Curiosity, not Certainty

In this cacophony, here’s what I’m getting:

These constant, consecutive instances of outrage over race make me feel guilty for being white, which I can’t help, no more than black people can help being black.

(I know enough about white privilege to recognize that’s not the problem, and that we white people can only think in those individual terms, instead of seeing the racist social systems in which we participate, is in large part the problem).

And despite what I know, I feel guilty helplessly. That makes me angry, which is bad, so I get defensive.

I’m seeing lots and lots of people in my circles feeling defensive about race/racism, and rightly so. Now is exactly the time to have these conversations. But I’m not seeing conversations. I’m seeing angry people, like me, anxiously publishing their defense: either, “I’m not racist!?! They’re their own problem!” or, “They’re problems are our fault! We need to do something!”

Both of these, I think, are instinctual, defensive reactions, to armor ourselves against how vulnerable this conversation makes us (white people) feel. This reaction is normal, real, human. While it is normal, it is not helpful.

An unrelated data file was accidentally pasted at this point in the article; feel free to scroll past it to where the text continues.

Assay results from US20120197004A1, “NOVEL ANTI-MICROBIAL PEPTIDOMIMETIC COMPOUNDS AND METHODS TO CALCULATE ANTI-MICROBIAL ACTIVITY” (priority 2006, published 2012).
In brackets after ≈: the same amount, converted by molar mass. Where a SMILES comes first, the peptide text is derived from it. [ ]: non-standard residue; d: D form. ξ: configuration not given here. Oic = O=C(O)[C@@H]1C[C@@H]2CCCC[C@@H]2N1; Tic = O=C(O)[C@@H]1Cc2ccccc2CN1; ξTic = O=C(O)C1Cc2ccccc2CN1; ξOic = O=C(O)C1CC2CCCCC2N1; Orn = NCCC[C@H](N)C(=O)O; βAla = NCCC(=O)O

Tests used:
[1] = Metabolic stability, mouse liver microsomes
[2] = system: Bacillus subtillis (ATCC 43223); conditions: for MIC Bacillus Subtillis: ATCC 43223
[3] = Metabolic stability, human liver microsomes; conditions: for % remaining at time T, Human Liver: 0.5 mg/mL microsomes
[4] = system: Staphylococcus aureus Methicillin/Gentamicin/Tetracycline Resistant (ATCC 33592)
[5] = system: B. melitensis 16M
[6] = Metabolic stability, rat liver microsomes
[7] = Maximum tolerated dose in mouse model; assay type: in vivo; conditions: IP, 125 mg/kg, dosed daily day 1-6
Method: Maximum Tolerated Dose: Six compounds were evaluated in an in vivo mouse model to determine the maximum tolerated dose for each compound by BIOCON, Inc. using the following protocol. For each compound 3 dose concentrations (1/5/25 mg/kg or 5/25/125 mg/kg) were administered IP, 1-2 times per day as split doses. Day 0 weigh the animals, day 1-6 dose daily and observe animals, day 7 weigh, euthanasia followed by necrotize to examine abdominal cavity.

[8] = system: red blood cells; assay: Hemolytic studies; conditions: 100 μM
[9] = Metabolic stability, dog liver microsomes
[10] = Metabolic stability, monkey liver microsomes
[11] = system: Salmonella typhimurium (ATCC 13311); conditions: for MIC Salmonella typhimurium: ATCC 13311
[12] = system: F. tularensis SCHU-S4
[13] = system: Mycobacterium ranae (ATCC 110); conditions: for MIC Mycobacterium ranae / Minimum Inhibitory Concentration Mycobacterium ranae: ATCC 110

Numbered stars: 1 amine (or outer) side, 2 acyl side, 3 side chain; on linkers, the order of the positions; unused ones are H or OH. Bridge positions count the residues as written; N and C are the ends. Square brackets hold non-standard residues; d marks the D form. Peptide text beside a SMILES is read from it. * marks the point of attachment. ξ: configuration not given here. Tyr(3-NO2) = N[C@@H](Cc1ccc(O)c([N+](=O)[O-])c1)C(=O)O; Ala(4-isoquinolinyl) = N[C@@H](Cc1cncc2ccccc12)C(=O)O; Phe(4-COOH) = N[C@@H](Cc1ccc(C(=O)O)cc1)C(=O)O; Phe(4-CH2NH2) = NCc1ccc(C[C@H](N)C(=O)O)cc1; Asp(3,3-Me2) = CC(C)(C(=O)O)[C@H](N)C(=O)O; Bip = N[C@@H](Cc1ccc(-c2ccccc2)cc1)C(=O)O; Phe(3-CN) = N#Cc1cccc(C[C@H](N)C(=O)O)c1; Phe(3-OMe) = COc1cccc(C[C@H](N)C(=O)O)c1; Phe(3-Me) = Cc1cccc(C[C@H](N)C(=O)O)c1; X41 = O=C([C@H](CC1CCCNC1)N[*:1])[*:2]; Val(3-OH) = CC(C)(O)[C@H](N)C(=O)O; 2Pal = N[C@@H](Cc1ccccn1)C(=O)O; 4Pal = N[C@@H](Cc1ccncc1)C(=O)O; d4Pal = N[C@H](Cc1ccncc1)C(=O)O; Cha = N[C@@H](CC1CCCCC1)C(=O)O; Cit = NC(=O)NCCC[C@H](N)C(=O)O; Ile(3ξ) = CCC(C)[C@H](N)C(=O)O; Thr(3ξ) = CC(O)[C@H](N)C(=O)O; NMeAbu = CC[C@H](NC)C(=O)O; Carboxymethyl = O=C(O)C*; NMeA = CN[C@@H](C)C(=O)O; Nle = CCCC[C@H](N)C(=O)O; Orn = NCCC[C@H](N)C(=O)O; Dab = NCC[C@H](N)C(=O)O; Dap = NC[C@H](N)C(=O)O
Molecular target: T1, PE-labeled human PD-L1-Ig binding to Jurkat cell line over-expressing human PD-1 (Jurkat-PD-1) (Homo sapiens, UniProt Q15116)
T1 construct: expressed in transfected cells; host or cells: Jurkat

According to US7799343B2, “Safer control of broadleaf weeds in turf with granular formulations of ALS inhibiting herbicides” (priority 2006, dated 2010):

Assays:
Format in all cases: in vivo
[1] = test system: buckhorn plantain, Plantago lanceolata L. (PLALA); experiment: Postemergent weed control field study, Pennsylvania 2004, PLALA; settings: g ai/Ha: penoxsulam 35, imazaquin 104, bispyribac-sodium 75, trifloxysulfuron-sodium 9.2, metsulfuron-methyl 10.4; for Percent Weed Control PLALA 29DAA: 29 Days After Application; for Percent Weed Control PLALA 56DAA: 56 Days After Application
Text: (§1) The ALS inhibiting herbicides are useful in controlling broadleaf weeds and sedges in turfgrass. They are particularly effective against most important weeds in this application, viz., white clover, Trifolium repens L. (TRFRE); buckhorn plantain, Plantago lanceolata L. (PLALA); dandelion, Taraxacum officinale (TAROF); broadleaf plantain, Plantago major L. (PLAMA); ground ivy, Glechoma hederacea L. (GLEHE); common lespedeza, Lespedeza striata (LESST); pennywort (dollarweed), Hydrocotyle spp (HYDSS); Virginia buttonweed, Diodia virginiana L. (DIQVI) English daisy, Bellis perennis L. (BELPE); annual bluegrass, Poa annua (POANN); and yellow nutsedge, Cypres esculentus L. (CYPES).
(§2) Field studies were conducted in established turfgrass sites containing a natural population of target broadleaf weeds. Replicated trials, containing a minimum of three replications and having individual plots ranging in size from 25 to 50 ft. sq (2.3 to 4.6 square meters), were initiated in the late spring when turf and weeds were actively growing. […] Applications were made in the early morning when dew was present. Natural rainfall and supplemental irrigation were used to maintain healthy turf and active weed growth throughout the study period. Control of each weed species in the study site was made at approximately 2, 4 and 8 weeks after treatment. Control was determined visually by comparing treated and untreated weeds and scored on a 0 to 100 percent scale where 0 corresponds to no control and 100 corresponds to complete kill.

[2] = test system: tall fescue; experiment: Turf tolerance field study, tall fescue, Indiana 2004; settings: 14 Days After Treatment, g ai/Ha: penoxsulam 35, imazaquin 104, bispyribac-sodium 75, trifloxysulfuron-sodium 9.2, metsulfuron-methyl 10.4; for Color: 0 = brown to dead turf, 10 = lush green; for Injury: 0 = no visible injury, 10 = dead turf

Instead of armoring myself, asserting my defense, and then moving on, I want to quiet my defensiveness so I can stay curious and listen.

Am I racist?

What am I guilty of in this, if anything?

How am I unwittingly contributing to the problem of racism in our country?

What do I need to know, that I clearly don’t? Who does know?

I’m learning. And learning means listening in the vulnerability of not knowing. I can see two truths simultaneously: I am only one person in a large, complicated world; and, because I participate daily in multiple interconnected systems, I have a far bigger impact on the world than I can see. My actions (and inaction) have consequences.

I’m writing all this, not to shut down conversation, but to invite it.

I’m writing all this, because until I do, I cannot finish writing my sermon for tomorrow, about the Spirit’s authority in my life and in the church.

I’m writing all this — after not writing anything here for far too long — because I’m trying to believe that what I think about this actually matters right now, if only to me.

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